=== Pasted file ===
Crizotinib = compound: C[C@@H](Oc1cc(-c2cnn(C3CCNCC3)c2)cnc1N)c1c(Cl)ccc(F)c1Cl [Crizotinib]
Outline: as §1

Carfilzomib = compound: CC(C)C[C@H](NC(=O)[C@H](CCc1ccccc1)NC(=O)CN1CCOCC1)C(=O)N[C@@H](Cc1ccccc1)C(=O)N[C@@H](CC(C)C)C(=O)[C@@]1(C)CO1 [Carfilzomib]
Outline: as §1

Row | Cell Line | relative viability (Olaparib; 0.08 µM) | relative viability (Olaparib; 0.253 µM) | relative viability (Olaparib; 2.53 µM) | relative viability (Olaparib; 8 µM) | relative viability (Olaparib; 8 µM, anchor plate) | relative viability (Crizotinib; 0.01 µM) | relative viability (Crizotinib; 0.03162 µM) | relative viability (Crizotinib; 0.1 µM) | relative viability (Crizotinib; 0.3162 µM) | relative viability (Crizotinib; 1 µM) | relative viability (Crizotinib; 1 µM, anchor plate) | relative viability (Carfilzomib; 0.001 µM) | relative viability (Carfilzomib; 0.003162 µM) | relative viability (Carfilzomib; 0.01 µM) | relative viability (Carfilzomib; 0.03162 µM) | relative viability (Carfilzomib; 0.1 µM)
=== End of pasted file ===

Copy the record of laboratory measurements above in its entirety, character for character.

Crizotinib = compound: C[C@@H](Oc1cc(-c2cnn(C3CCNCC3)c2)cnc1N)c1c(Cl)ccc(F)c1Cl [Crizotinib]
Outline: as §1

Carfilzomib = compound: CC(C)C[C@H](NC(=O)[C@H](CCc1ccccc1)NC(=O)CN1CCOCC1)C(=O)N[C@@H](Cc1ccccc1)C(=O)N[C@@H](CC(C)C)C(=O)[C@@]1(C)CO1 [Carfilzomib]
Outline: as §1

Row | Cell Line | relative viability (Olaparib; 0.08 µM) | relative viability (Olaparib; 0.253 µM) | relative viability (Olaparib; 2.53 µM) | relative viability (Olaparib; 8 µM) | relative viability (Olaparib; 8 µM, anchor plate) | relative viability (Crizotinib; 0.01 µM) | relative viability (Crizotinib; 0.03162 µM) | relative viability (Crizotinib; 0.1 µM) | relative viability (Crizotinib; 0.3162 µM) | relative viability (Crizotinib; 1 µM) | relative viability (Crizotinib; 1 µM, anchor plate) | relative viability (Carfilzomib; 0.001 µM) | relative viability (Carfilzomib; 0.003162 µM) | relative viability (Carfilzomib; 0.01 µM) | relative viability (Carfilzomib; 0.03162 µM) | relative viability (Carfilzomib; 0.1 µM)